Teen Read Week 2010: Beat(ing) the Stereotypes About What It Takes To Be a Writer
First of all, let me just start out by saying that the Central Branch of the Brooklyn Public library is EASILY the nicest library I’ve ever been in. As I walked out of the dark, gloomy subway and stepped into the staggering sunlight, I was literally baffled by what I saw --- sweeping marble steps, a gigantic doorway decorated with life-sized, golden figures…it felt more like a museum than a place where you go and look for books. Once I was inside, however, it became apparent that I had, in fact, stumbled into an actual library --- the sight of endless rows of books made that inescapably clear --- so I started to make my way downstairs to the Dweck Auditorium, where the BPL’s Teen Author Panel was being hosted.
At first, I could hardly contain my excitement: I’m an inconspicuous (and extremely short) recent college grad from a small-ish, suburban city in North Carolina that most people have probably never even heard of, and I’d suddenly found myself in an intimate lecture hall full of REALLY FAMOUS authors…could somebody please give me a reality check? But once I realized that I probably wasn’t going to win any cool-points by blatantly staring at the panel with an open mouth, I managed to calm myself down a bit, and the first thing that struck me was how incredibly normal these authors actually are. David Levithan, Matt de la Peña, Samantha Schutz, Natalie Standiford and Robin Wasserman look exactly like the average people you see every day when you’re walking down the street, and if it weren’t for the fact that I’d been stalkerishly Googling each of them the night before, I probably wouldn’t have recognized them. But what was even more surprising was how they all ended up on the path to becoming bestselling authors… Out of everyone on the panel, only Natalie Standiford and Robin Wasserman could say for certain that they’d always harbored dreams of becoming writers, but Robin hadn’t even started to hone her craft until she attended a summer writing program several years later. Matt de la Peña was a poor student who made it to college on a basketball scholarship, where he spent the next four years of his life getting schooled by Steve Nash on the finer aspects of playing point guard, and Samantha Schutz got her start by writing in her journal as a teenager. As for David Levithan, he still spends half his time in an editor’s chair, and he first began approaching books from the other side of the table. Oh…and did I mention that Robin is a Pokémon enthusiast (which she also happens to write about) with a passion for physics?! But perhaps the most telling thing of all was that there wasn’t a single panel member who hadn’t questioned his or herself at some point along the long road to literary stardom. Everyone had experienced moments of doubt. And some had had moments when people told them they’d never make it…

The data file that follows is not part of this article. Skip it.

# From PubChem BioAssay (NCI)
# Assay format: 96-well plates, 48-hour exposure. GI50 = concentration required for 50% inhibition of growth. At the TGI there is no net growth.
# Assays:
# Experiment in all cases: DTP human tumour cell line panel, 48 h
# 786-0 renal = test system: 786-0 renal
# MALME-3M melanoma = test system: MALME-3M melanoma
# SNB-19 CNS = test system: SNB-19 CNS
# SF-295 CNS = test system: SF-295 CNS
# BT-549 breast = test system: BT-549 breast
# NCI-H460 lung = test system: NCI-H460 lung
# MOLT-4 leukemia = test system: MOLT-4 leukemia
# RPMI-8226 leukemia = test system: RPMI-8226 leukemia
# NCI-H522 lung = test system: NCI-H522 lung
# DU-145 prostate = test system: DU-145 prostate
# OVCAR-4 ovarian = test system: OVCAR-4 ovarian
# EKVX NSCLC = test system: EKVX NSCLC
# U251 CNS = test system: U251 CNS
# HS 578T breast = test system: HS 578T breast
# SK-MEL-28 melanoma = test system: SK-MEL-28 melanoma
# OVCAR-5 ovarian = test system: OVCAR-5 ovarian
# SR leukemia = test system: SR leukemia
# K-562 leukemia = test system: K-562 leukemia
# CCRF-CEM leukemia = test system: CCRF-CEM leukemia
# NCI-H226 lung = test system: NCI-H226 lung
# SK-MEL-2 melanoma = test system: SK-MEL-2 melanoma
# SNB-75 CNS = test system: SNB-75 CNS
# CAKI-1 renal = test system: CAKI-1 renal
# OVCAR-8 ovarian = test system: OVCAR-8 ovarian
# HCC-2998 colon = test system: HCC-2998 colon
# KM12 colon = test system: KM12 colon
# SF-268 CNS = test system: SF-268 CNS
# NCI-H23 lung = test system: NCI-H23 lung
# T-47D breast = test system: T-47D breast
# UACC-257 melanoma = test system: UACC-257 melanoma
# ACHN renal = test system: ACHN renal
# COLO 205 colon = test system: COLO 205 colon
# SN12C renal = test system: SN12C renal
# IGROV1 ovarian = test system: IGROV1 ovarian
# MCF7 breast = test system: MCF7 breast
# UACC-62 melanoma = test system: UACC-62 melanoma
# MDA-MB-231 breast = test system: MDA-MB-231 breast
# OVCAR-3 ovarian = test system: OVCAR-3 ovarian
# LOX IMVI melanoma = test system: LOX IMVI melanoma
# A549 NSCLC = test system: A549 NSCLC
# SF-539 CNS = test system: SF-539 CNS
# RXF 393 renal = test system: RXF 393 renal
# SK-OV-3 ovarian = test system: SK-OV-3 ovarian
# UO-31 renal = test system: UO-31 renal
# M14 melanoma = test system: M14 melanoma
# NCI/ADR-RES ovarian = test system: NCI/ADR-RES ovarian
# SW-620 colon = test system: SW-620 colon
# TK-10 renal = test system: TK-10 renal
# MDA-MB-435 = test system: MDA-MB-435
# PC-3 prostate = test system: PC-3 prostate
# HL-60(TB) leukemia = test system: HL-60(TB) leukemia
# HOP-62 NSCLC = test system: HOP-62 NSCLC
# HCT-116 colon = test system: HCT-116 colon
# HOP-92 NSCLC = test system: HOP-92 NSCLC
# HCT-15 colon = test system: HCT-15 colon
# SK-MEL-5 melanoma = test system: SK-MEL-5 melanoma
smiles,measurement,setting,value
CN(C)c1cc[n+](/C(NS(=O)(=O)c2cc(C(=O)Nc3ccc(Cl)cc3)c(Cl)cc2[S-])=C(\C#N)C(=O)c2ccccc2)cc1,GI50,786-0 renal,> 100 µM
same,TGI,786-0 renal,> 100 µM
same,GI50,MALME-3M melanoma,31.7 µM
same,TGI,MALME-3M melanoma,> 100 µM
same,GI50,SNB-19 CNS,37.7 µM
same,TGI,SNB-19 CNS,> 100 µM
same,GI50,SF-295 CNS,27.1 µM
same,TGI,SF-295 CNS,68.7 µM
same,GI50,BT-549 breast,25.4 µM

But they all did, and if you really stop and think about it, these guys aren’t so different from you and me. I know everyone says that you have to be really good at English to become an author, or that you have to start cranking out stories from the moment you learn how to hold a pen if you plan on writing a bestselling book. But that just isn’t true, and the five authors I met yesterday morning are living proof of that. So the next time someone tells you that you don’t have what it takes to become a writer --- or to accomplish whatever it is you want to do in life --- just tell them that they’re full of baloney…Robin Wasserman is an author with a degree in The History of Science, and she was inspired to write the Skin series because she spends her spare time obsessing about robots.
-- Elizabeth Bruce